Follow and Share:

Are You In Between Friends?

 

I was talking to a friend recently and he said to me that he was in a season where he was in between friends. That struck me as an unusual statement. So, I asked him to explain. He said, “When you are in a drug recovery program you have to stop hanging out with your old friends. It is just something you have to do”. Which reminds me of an old saying I heard about people working through recovery. It goes like this:

 

No old play things

No old playgrounds

No old playmates

 

I think that advice would work for most of us.

 

My friend went on to say, “So you have to cut off your old friends and it takes time to make new friends. There is about a 6-month period where you have no friends. You are in between friends”.

 

To-have-friends-be-a-friend

 

I had one immediate thought and another that came a day later. The immediate thought was that trying to overcome an addiction must be difficult all by itself, but to do it without friends makes me understand why the success rate is so low. I just can’t imagine how amazingly difficult that must be. My empathy went up for people who fight that battle just from that one conversation.

 

The thought that came to me a day later was I bet that “in between friends” principle works when you are being promoted from one season to another as well. Think about it. For us to make a brave move, change our lives and create a whole new reality, we would have to squelch some of the input from our current friends. They know the old me. They have been very comfortable with the old me and will continually reinforce that version of me.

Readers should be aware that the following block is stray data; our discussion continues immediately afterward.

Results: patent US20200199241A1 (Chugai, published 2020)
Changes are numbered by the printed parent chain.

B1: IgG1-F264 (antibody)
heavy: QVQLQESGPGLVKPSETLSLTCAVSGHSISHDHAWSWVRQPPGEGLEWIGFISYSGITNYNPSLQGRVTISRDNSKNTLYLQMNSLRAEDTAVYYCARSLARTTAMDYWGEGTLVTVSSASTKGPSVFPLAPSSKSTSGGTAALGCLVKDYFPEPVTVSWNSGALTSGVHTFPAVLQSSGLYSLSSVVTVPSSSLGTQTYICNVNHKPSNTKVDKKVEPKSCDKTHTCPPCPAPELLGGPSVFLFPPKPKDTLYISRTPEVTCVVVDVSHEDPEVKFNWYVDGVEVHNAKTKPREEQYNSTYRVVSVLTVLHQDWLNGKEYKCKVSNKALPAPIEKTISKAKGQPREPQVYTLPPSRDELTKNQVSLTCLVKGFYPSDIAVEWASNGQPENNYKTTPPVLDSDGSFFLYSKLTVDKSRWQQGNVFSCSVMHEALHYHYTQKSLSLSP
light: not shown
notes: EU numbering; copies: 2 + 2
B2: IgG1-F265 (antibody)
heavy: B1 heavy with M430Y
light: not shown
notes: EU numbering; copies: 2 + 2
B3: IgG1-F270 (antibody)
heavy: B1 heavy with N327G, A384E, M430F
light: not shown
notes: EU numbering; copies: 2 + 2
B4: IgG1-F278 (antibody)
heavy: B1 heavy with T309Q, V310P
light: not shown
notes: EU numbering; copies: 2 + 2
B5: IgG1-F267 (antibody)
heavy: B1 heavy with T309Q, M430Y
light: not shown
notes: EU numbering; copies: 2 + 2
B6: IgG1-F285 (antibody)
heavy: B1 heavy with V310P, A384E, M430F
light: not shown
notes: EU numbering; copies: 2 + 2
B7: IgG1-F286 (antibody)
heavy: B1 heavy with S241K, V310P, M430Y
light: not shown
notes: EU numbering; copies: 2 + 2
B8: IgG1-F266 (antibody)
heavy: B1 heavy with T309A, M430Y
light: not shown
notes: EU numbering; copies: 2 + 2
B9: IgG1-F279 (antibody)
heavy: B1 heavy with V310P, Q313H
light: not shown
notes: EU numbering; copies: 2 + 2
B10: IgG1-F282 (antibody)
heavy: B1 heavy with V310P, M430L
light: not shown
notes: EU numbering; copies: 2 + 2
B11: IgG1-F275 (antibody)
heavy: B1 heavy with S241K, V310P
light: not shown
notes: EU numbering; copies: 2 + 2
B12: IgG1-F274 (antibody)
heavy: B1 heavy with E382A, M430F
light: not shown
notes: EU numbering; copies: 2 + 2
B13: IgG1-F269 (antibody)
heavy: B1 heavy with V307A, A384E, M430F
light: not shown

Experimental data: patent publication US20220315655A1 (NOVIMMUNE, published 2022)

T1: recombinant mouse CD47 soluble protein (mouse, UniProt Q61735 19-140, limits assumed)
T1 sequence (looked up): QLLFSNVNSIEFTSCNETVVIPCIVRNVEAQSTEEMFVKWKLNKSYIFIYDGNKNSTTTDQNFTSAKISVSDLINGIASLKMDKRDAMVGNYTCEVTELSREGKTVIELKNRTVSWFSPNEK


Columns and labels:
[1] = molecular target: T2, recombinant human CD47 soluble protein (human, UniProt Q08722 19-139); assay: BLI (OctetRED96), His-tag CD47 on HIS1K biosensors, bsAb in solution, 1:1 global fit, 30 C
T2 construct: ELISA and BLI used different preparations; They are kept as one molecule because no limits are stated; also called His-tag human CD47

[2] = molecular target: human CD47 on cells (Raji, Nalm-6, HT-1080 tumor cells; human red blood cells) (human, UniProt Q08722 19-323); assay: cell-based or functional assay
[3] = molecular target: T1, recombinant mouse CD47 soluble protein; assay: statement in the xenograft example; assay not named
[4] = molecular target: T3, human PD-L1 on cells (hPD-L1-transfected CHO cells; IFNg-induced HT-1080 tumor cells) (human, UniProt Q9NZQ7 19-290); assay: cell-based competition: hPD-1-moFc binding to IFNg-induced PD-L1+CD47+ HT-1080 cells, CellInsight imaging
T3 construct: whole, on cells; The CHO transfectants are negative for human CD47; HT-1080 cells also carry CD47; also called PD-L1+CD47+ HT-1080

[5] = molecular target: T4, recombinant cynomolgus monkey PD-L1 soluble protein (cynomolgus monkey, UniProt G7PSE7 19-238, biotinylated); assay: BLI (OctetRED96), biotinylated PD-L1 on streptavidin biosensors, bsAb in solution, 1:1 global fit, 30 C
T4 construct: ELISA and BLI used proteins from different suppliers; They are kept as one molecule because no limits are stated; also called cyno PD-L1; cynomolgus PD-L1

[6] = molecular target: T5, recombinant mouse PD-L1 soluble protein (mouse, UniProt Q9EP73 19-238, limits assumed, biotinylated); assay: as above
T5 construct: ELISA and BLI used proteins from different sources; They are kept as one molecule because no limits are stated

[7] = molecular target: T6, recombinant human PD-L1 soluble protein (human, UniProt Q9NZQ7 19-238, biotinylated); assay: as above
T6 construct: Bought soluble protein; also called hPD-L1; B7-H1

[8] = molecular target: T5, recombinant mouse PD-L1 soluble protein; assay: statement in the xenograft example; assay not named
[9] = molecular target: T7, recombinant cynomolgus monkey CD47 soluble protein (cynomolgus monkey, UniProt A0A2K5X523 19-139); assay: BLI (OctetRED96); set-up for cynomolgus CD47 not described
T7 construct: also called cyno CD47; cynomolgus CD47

But, when you make your move and have no idea what your doing, you sort of have to go it alone for a while. Don’t you? People can’t really go with you, when you don’t know where you are going…unless they are a rare, friend for life. Are you “in between friends”? If so, it might be uncomfortable but it’s totally normal. You’re probably on the verge of a breakout in your life.

 

I am cheering for you!

 

 

Follow and Share:

A Donkey and a King

Palm Sunday is the day Christians celebrate the Triumphal entry of Christ into Jerusalem before His crucifixion and resurrection. Today people celebrate with palm branches as part of worship, and it is the one Sunday a year we use the word “Hosanna”.